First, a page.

This is her mate, Lurch, our Eastern Wild tom.  He is a beautiful bird to be sure.  They seem quite happy together, just the two of them in their little abode created just for them during the mating season.

For some odd reason, our Eastern Wild turkeys do not have snoods. Neither of them have any show of a snood at all. 

Elvira, a Spanish Black hen is on watch for hawks or other predators over head. They are simply fascinating to watch.  Their habits, their calls, and how the interact with each other.

One of our hens has started laying, we hope all of them pitch in soon and take a hint.  For now, we are eating the eggs, or selling them. But as soon as the others get on track we will start hatching some out.  Spring will be here before you know it and with that comes new peeps!

Thursday, January 17

*chickens here, chickens there, chickens every where!

One of our beautiful Australorps, this is one of the first chickens we added to our farm just a few years ago.  They have produced nicely and are a beautiful addition to our flock with their gorgeous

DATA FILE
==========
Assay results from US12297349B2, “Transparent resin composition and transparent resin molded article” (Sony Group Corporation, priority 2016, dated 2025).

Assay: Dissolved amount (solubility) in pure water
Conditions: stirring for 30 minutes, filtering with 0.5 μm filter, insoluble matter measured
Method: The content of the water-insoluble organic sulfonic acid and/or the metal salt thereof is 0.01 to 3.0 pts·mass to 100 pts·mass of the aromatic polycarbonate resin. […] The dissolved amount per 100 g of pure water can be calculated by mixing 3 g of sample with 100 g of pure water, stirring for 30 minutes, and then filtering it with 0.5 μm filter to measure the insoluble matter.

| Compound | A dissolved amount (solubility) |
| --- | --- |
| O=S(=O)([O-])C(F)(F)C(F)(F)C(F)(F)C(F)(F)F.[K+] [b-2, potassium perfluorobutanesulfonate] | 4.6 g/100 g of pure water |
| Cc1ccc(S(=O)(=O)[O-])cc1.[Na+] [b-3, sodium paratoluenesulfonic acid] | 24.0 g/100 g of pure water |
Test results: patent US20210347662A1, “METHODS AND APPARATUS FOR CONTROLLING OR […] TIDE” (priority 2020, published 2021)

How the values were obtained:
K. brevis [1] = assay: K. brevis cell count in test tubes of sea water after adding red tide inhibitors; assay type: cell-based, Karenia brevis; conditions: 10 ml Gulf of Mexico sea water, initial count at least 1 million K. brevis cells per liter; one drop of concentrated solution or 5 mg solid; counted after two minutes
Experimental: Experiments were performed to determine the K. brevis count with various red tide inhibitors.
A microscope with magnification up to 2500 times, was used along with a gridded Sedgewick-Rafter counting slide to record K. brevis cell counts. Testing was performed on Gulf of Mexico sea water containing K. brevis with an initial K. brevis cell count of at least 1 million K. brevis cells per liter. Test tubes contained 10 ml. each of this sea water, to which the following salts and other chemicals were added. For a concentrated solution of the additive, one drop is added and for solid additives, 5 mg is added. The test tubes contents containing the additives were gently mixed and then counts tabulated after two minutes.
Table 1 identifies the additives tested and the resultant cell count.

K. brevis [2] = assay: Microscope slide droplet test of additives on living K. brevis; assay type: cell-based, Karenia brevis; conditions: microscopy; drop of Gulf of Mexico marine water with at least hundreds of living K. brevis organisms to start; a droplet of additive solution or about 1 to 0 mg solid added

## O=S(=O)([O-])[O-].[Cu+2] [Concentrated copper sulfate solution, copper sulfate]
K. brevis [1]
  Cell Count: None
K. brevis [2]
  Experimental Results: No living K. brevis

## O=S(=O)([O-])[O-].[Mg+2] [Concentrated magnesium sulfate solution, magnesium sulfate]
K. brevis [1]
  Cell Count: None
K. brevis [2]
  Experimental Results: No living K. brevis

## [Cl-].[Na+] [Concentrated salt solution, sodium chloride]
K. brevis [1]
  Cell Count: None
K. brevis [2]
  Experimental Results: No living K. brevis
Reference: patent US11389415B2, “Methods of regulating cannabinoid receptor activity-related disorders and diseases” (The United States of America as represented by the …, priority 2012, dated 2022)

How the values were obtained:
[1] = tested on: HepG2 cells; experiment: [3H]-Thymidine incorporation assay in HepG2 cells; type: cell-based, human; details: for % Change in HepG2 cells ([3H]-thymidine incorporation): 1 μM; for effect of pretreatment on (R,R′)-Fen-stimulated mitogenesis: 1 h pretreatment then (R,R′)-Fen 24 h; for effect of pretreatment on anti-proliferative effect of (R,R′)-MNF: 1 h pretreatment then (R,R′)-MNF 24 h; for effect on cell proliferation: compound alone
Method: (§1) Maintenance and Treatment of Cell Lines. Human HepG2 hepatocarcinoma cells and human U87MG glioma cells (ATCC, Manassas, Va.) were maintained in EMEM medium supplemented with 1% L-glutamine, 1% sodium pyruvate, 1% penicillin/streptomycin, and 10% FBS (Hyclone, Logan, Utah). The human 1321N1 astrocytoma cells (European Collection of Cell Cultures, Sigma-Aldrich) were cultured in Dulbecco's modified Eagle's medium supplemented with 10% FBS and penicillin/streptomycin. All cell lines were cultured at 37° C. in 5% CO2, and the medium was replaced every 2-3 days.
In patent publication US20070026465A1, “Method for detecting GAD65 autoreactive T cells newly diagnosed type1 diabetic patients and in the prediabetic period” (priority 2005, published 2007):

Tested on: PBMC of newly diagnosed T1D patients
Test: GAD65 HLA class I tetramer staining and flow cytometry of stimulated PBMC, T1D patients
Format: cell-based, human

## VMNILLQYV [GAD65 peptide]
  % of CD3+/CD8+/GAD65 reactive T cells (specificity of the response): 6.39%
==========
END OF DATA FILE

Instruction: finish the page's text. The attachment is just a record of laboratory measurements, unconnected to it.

blue greenish black feathers.

 We started out with three Barred Rocks, but have been reduced down to two.  They are two years old as well and have just feathered back fully after months of having gone through a molt.  She looks like she has a major attitude, but she is pretty friendly.

Another one of our beginners, Lucy one of the three Delewares.  She is a talker, with a distinctive voice which will be heard.

To the left is one of our Buff Brahmas whose feathers are totally different since she has gotten feathers back since her molt.  She looks totally different now.  Strange.  To the right is one of our Welsummers, such a pretty read head.  So.. apparently we don't have enough nesting boxes for our flock.  With 20 boxes to choose from they fight over about 3, silly chickens.

Oh, how I love our Americaunas!  They not only are gorgeous to the look at, but they also lay beautiful blue green eggs.  They can be a bit flighty though.